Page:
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As the novel coronavirus continues to spread across Wisconsin, the state's farmers are bracing for how the pandemic will impact the agricultural industry.

Darin Von Ruden, president of the Wisconsin Farmers Union, said many farm operators are old enough to be considered part of the high-risk population for the virus. The U.S. Department of Agriculture's 2017 census found the average age of all Wisconsin producers is 56 years old.

But Von Ruden said farm families do have the advantage of being more isolated in rural areas and less likely to be in close contact with other people.

"The number one thing that I'm hearing is just the concern of what the future is going to hold, you know, not really knowing what's going to happen," Von Ruden said. 

Mark Stephenson, director of dairy policy analysis at the University of Wisconsin-Madison, said he doesn’t think the agriculture industry has seen the full impact of the pandemic yet.

"We know, for example, that farm milk prices are going to be taking a real nosedive," Stephenson said. "We also expect that there are going to be some slowdowns or problems with just supply chains and things that farmers may normally be picking up on."

Milk prices typically decline in spring as production naturally increases in more mild weather, called the "spring flush." But Stephenson said most dairy economists are expecting a much bigger decline than normal as the pandemic causes a major slow down in international and domestic demand.

"People still have to eat, but clearly, they're going to be eating differently than they did. About a third of dairy products have usually been sold through food service stations, restaurants and so forth. And most of those are either closed to business completely for the time being or they are at pickup only or delivery," Stephenson said. 

Widespread school closures could also hurt milk sales. Stephenson said about 8 percent of the nation's beverage milk is sold to school systems. 

Von Ruden, who owns a dairy farm near Westby, said he has heard from some dairy producers who regret not investing more in federal insurance programs like the Dairy Margin Coverage program.

"Last fall, when the sign-up period was, the futures market looked really good all the way through 2020. So, a lot of farmers didn't buy up any coverage because they didn't think they were going to need to. And now four months later, all of a sudden, we're in a situation where prices are dropping and farmers wish they would have bought into that insurance program a little bit more than they did," Von Ruden said.

Von Ruden said he’s also heard of milk cooperatives preparing to control the milk supply if prices get bad. He said some cooperatives are even warning producers that they could have to dump milk on the farm if facilities become too full.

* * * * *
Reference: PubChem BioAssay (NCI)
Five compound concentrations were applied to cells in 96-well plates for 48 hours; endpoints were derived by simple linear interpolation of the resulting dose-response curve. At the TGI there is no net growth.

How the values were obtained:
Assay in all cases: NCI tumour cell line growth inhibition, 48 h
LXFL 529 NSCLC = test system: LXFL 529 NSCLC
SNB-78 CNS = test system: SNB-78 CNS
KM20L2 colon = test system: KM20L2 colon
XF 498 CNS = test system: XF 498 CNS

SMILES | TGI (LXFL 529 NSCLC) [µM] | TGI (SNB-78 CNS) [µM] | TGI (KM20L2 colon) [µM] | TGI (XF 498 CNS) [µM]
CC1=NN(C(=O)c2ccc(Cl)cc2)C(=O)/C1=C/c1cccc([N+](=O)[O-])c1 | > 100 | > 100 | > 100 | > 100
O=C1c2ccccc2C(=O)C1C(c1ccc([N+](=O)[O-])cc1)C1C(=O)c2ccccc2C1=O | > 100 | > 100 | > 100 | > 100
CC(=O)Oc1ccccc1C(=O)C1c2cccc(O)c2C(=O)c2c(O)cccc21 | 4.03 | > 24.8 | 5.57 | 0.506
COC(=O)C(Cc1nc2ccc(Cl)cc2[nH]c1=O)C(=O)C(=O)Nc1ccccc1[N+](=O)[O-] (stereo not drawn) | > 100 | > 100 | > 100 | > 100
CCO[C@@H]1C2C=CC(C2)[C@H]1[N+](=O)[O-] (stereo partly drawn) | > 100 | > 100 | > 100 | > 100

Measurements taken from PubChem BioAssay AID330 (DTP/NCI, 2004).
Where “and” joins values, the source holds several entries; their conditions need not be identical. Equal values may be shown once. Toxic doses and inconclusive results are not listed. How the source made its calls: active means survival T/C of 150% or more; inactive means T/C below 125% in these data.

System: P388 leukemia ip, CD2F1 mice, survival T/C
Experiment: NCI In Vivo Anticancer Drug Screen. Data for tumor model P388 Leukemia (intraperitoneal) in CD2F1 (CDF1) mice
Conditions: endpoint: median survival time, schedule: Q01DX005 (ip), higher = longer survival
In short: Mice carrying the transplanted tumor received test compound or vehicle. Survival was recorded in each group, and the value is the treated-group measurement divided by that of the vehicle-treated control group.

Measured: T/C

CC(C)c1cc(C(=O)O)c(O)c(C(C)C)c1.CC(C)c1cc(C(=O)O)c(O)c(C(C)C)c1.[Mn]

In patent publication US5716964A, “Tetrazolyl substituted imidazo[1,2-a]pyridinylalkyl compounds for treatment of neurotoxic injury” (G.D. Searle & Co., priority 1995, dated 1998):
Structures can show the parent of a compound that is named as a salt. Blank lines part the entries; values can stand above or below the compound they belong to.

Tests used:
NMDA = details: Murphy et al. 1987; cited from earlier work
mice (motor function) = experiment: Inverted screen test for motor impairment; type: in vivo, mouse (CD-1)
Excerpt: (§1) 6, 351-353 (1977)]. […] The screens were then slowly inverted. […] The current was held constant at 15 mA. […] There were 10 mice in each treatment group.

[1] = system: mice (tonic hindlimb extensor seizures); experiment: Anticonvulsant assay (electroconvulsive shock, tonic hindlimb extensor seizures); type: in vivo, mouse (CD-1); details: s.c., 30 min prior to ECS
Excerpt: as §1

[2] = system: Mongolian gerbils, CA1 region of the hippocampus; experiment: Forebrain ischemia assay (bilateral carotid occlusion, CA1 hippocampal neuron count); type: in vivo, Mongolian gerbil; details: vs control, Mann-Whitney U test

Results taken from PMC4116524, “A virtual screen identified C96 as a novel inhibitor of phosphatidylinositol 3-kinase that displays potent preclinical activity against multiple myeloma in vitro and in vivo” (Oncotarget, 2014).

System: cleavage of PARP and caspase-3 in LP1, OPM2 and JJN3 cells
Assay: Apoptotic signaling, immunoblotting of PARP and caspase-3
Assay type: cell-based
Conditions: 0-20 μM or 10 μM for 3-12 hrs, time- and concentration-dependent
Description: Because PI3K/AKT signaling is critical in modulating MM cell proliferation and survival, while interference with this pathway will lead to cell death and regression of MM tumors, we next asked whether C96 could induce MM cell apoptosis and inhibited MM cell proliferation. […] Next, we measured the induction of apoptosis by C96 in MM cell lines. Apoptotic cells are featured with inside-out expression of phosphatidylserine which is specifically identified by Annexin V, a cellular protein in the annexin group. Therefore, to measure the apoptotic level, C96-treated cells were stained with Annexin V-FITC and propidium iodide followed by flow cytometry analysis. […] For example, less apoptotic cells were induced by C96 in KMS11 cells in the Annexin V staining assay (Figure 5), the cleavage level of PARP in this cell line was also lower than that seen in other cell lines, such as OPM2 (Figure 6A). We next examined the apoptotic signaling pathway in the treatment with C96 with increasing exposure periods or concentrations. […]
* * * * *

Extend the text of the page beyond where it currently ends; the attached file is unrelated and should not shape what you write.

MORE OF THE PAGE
"At some point in time, as everything gets full of cheese and fluid milk, then there just isn't a market for it. So why invest in the gas to get it into the processing facilities when you can just take it off or take care of it at the farm level," Von Ruden said.

Stephenson said transportation and processing of milk could also become a problem if too much of the workforce contracts the virus.

"If we have to quarantine the workers in a plant, does the plant shut down? And what happens to the milk that was going into that plant for the next couple of weeks? Do we have capacity in other plants to be able to pick that up for a period of time and process it?," Stephenson said. "This is a very complicated circumstance that we're in."

He said dairy farms are facing similar workforce questions, especially as employees with children deal with statewide school closures.

Democratic U.S. Rep. Ron Kind, joined a group of bipartisan lawmakers calling on the U.S. Department of State to resume processing H-2A visas, used by temporary or seasonal agricultural workers. The department announced earlier this week it was suspending visa processing due to concerns about the coronavirus.

Another direct impact of the pandemic on farms could be the availability of N-95 respirators, the face masks used by hospital workers and other industries that are currently in short supply across the U.S.

Stephenson said farmers use the masks when dealing with stored grain, especially after crops were harvested in poor weather conditions like in 2019.

"There may be more dust or possibly molds in some of those grains. And if they’re in a bin or trying to move some of these grains out and in an environment where a lot of that dust and mold are present, then farmers have learned for many years that we try to use personal protective equipment like those masks," Stephenson said. 

But Stephenson said he's confident the supply of masks will catch up with the demand, so farmers should not try to start buying up masks now.

"In fact, if you actually had a big supply of (masks), the health care system would probably be happy to have a few of those made available in the short term," Stephenson said.

This article was republished by permission from Wisconsin Public Radio.

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